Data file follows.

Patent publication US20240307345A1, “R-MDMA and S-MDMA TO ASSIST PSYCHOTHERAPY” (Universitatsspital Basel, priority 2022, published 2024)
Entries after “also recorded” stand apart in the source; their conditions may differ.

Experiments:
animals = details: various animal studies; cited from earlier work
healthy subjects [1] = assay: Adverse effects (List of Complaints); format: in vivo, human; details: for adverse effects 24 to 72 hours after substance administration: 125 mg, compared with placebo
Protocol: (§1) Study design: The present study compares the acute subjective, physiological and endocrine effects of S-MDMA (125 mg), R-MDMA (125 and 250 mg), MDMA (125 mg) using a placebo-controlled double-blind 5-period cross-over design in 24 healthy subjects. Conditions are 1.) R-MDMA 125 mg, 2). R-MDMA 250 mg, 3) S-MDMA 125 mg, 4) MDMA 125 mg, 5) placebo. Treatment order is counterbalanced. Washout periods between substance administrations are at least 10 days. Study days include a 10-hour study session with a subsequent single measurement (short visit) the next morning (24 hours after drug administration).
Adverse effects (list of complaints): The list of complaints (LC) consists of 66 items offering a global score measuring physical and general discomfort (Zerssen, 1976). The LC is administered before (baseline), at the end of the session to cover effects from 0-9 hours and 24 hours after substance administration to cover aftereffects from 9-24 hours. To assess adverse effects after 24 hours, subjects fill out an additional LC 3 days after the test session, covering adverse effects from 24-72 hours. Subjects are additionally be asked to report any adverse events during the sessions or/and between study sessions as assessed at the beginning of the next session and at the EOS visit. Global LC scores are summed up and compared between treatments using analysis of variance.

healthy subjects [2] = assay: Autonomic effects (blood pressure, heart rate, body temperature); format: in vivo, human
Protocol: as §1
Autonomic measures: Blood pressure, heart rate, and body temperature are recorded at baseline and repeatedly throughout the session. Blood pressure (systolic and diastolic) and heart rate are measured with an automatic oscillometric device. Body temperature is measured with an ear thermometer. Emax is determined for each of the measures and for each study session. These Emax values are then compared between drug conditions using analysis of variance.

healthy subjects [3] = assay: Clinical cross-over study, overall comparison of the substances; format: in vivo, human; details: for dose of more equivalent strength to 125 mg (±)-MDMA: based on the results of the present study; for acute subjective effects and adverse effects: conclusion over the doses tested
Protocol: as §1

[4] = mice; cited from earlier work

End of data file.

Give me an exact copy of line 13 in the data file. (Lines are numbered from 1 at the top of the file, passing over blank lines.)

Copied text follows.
[4] = mice; cited from earlier work